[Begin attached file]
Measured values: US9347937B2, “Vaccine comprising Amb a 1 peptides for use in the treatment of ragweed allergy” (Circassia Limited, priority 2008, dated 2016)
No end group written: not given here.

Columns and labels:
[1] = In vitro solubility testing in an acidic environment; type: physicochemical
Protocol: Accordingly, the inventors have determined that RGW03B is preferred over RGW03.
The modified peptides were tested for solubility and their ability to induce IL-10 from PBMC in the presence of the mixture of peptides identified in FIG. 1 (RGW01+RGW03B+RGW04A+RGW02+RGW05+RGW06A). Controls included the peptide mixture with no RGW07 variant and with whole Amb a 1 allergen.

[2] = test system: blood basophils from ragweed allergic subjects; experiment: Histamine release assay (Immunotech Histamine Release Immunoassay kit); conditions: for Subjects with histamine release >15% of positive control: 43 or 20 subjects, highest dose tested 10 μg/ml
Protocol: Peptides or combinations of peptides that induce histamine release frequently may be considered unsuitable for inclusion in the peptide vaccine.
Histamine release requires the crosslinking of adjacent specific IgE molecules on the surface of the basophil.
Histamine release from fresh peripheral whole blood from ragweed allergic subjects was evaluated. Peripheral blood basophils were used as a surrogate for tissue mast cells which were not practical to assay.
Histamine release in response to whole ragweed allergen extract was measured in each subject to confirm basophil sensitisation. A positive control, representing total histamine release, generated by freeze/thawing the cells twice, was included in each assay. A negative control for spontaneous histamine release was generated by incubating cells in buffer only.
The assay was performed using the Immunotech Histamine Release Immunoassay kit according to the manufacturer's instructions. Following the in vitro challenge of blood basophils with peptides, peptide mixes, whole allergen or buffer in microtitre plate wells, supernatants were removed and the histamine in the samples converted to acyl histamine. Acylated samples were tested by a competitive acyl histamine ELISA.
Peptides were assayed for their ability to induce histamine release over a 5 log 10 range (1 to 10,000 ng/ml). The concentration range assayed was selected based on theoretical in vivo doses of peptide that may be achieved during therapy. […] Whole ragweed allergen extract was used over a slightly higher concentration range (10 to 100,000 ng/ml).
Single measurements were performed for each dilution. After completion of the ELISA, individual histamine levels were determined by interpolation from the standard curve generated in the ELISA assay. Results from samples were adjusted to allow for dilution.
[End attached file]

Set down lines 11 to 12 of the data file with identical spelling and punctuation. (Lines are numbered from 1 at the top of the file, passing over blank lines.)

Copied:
Histamine release in response to whole ragweed allergen extract was measured in each subject to confirm basophil sensitisation. A positive control, representing total histamine release, generated by freeze/thawing the cells twice, was included in each assay. A negative control for spontaneous histamine release was generated by incubating cells in buffer only.
The assay was performed using the Immunotech Histamine Release Immunoassay kit according to the manufacturer's instructions. Following the in vitro challenge of blood basophils with peptides, peptide mixes, whole allergen or buffer in microtitre plate wells, supernatants were removed and the histamine in the samples converted to acyl histamine. Acylated samples were tested by a competitive acyl histamine ELISA.